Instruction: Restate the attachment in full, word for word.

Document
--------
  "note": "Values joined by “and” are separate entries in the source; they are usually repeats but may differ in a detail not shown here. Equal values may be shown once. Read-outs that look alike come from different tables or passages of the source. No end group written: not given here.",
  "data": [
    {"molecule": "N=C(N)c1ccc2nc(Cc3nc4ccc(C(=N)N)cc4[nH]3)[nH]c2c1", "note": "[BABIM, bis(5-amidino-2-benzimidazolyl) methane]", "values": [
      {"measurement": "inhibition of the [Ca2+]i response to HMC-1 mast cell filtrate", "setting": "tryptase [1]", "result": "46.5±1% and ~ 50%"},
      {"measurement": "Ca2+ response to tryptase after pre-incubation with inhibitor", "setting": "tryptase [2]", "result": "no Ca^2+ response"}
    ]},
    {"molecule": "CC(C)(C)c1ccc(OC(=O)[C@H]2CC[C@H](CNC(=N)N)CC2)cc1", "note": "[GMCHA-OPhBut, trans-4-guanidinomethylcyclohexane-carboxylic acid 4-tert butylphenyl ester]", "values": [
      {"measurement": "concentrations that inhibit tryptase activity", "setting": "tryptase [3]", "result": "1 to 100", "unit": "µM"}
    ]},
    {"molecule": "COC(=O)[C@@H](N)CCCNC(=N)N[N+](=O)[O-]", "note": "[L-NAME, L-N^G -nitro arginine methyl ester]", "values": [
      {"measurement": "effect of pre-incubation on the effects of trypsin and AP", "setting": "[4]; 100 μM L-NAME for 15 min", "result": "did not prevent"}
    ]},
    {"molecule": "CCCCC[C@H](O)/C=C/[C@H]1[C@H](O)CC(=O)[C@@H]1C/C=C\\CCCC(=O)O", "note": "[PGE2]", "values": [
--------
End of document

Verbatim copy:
  "note": "Values joined by “and” are separate entries in the source; they are usually repeats but may differ in a detail not shown here. Equal values may be shown once. Read-outs that look alike come from different tables or passages of the source. No end group written: not given here.",
  "data": [
    {"molecule": "N=C(N)c1ccc2nc(Cc3nc4ccc(C(=N)N)cc4[nH]3)[nH]c2c1", "note": "[BABIM, bis(5-amidino-2-benzimidazolyl) methane]", "values": [
      {"measurement": "inhibition of the [Ca2+]i response to HMC-1 mast cell filtrate", "setting": "tryptase [1]", "result": "46.5±1% and ~ 50%"},
      {"measurement": "Ca2+ response to tryptase after pre-incubation with inhibitor", "setting": "tryptase [2]", "result": "no Ca^2+ response"}
    ]},
    {"molecule": "CC(C)(C)c1ccc(OC(=O)[C@H]2CC[C@H](CNC(=N)N)CC2)cc1", "note": "[GMCHA-OPhBut, trans-4-guanidinomethylcyclohexane-carboxylic acid 4-tert butylphenyl ester]", "values": [
      {"measurement": "concentrations that inhibit tryptase activity", "setting": "tryptase [3]", "result": "1 to 100", "unit": "µM"}
    ]},
    {"molecule": "COC(=O)[C@@H](N)CCCNC(=N)N[N+](=O)[O-]", "note": "[L-NAME, L-N^G -nitro arginine methyl ester]", "values": [
      {"measurement": "effect of pre-incubation on the effects of trypsin and AP", "setting": "[4]; 100 μM L-NAME for 15 min", "result": "did not prevent"}
    ]},
    {"molecule": "CCCCC[C@H](O)/C=C/[C@H]1[C@H](O)CC(=O)[C@@H]1C/C=C\\CCCC(=O)O", "note": "[PGE2]", "values": [